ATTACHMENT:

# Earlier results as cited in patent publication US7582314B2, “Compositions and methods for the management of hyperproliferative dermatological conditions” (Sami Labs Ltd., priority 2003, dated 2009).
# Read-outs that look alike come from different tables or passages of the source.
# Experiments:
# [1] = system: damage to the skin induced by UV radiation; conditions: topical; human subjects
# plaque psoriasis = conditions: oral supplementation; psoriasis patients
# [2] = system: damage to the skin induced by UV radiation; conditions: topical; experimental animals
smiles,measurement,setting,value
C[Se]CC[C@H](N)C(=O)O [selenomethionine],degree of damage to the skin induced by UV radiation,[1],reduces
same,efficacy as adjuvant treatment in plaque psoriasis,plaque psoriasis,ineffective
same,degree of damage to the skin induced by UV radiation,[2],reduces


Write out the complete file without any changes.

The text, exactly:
# Earlier results as cited in patent publication US7582314B2, “Compositions and methods for the management of hyperproliferative dermatological conditions” (Sami Labs Ltd., priority 2003, dated 2009).
# Read-outs that look alike come from different tables or passages of the source.
# Experiments:
# [1] = system: damage to the skin induced by UV radiation; conditions: topical; human subjects
# plaque psoriasis = conditions: oral supplementation; psoriasis patients
# [2] = system: damage to the skin induced by UV radiation; conditions: topical; experimental animals
smiles,measurement,setting,value
C[Se]CC[C@H](N)C(=O)O [selenomethionine],degree of damage to the skin induced by UV radiation,[1],reduces
same,efficacy as adjuvant treatment in plaque psoriasis,plaque psoriasis,ineffective
same,degree of damage to the skin induced by UV radiation,[2],reduces